Manuel Covo, Entrepôt of Revolutions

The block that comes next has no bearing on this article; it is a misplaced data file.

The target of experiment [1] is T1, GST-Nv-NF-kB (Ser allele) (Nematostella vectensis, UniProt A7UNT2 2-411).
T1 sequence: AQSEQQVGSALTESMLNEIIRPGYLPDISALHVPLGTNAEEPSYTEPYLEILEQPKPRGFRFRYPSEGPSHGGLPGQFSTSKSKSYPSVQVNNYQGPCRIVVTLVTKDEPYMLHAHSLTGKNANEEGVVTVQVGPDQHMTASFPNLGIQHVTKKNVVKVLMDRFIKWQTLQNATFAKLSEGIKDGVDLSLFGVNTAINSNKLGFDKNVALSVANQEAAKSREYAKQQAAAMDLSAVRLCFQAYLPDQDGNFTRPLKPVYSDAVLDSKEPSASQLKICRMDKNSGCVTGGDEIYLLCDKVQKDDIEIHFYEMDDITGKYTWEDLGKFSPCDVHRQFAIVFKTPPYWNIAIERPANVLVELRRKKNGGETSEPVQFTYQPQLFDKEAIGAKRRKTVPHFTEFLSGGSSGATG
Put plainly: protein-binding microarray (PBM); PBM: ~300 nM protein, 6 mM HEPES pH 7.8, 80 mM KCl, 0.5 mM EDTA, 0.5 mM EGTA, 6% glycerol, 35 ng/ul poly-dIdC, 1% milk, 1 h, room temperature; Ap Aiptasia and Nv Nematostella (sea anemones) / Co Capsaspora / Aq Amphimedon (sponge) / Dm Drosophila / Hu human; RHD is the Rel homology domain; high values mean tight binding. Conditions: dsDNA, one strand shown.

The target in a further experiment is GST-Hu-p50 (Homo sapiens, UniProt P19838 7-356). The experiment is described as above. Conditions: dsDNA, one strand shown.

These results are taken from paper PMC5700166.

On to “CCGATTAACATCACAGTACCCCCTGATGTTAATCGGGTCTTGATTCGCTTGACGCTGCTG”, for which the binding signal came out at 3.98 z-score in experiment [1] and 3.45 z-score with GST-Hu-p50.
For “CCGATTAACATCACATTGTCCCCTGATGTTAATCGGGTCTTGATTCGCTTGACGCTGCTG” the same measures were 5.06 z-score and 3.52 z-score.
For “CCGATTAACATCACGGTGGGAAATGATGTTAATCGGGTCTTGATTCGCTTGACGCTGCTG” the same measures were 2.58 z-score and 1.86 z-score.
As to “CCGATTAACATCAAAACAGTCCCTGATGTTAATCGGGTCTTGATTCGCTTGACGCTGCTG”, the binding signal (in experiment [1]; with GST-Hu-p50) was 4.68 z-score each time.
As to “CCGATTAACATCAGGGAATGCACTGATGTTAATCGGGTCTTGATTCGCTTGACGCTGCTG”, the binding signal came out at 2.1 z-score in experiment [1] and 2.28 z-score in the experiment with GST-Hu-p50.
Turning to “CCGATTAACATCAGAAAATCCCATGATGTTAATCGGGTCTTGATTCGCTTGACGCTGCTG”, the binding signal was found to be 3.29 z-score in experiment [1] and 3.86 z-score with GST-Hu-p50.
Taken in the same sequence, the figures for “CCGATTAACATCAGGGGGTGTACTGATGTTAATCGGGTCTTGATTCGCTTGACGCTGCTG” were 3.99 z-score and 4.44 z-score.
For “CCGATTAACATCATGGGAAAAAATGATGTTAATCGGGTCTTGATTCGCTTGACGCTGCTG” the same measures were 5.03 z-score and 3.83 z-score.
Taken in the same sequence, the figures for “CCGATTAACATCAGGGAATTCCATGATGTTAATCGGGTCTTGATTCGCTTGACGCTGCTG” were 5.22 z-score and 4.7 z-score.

The Age of Revolutions has been celebrated for the momentous transition from absolute monarchies to representative governments and the creation of nation-states in the Atlantic world. Much less recognized than the spread of democratic ideals was the period’s growing traffic of goods, capital, and people across imperial borders and reforming states’ attempts to control this mobility. Analyzing the American, French, and Haitian revolutions in an interconnected narrative, Manuel Covo centers imperial trade as a driving force, arguing that commercial factors preceded and conditioned political change across the revolutionary Atlantic. At the heart of these transformations was the “entrepôt,” the island known as the “Pearl of the Caribbean,” whose economy grew dramatically as a direct consequence of the American Revolution and the French-American alliance. Saint-Domingue was the single most profitable colony in the Americas in the second half of the eighteenth century, with its staggering production of sugar and coffee and the unpaid labor of enslaved people. The colony was so focused on its lucrative exports that it needed to import food and timber from North America, which generated enormous debate in France about the nature of its sovereignty over Saint-Domingue. At the same time, the newly independent United States had to come to terms with contradictory interests between the imperial ambitions of European powers, its connections with the Caribbean, and its own domestic debates over the future of slavery. This work sheds light on the three-way struggle among France, the United States, and Haiti to assert, define, and maintain “commercial” sovereignty. Drawing on a wealth of archives in France, the United States, and the United Kingdom, Entrepôt of Revolutions offers an innovative perspective on the primacy of economic factors in this era, as politicians and theorists, planters and merchants, ship captains, smugglers, and the formerly enslaved all attempted to transform capitalism in the Atlantic world.